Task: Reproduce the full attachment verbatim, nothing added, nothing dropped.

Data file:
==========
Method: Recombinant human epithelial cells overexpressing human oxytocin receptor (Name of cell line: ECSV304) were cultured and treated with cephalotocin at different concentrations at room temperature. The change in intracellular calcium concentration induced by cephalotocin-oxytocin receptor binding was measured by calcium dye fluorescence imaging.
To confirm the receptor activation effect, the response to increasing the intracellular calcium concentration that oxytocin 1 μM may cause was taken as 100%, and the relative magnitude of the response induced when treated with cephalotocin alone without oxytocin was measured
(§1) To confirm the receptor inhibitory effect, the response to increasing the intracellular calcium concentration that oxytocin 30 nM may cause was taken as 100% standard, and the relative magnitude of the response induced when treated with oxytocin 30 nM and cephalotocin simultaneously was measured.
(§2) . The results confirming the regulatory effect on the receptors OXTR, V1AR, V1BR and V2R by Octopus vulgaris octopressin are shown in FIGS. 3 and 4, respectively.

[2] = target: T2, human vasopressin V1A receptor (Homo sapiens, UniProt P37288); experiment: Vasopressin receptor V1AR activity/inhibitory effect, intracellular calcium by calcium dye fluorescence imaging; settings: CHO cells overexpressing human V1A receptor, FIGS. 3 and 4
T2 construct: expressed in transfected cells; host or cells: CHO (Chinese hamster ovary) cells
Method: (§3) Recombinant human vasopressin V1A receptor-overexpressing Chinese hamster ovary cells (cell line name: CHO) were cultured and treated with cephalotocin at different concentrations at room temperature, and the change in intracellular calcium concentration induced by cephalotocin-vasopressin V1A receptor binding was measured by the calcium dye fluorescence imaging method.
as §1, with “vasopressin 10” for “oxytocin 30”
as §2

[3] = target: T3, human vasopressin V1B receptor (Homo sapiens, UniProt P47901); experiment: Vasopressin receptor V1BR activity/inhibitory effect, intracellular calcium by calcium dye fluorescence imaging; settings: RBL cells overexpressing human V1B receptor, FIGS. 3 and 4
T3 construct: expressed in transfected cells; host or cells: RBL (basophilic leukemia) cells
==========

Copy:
Method: Recombinant human epithelial cells overexpressing human oxytocin receptor (Name of cell line: ECSV304) were cultured and treated with cephalotocin at different concentrations at room temperature. The change in intracellular calcium concentration induced by cephalotocin-oxytocin receptor binding was measured by calcium dye fluorescence imaging.
To confirm the receptor activation effect, the response to increasing the intracellular calcium concentration that oxytocin 1 μM may cause was taken as 100%, and the relative magnitude of the response induced when treated with cephalotocin alone without oxytocin was measured
(§1) To confirm the receptor inhibitory effect, the response to increasing the intracellular calcium concentration that oxytocin 30 nM may cause was taken as 100% standard, and the relative magnitude of the response induced when treated with oxytocin 30 nM and cephalotocin simultaneously was measured.
(§2) . The results confirming the regulatory effect on the receptors OXTR, V1AR, V1BR and V2R by Octopus vulgaris octopressin are shown in FIGS. 3 and 4, respectively.

[2] = target: T2, human vasopressin V1A receptor (Homo sapiens, UniProt P37288); experiment: Vasopressin receptor V1AR activity/inhibitory effect, intracellular calcium by calcium dye fluorescence imaging; settings: CHO cells overexpressing human V1A receptor, FIGS. 3 and 4
T2 construct: expressed in transfected cells; host or cells: CHO (Chinese hamster ovary) cells
Method: (§3) Recombinant human vasopressin V1A receptor-overexpressing Chinese hamster ovary cells (cell line name: CHO) were cultured and treated with cephalotocin at different concentrations at room temperature, and the change in intracellular calcium concentration induced by cephalotocin-vasopressin V1A receptor binding was measured by the calcium dye fluorescence imaging method.
as §1, with “vasopressin 10” for “oxytocin 30”
as §2

[3] = target: T3, human vasopressin V1B receptor (Homo sapiens, UniProt P47901); experiment: Vasopressin receptor V1BR activity/inhibitory effect, intracellular calcium by calcium dye fluorescence imaging; settings: RBL cells overexpressing human V1B receptor, FIGS. 3 and 4
T3 construct: expressed in transfected cells; host or cells: RBL (basophilic leukemia) cells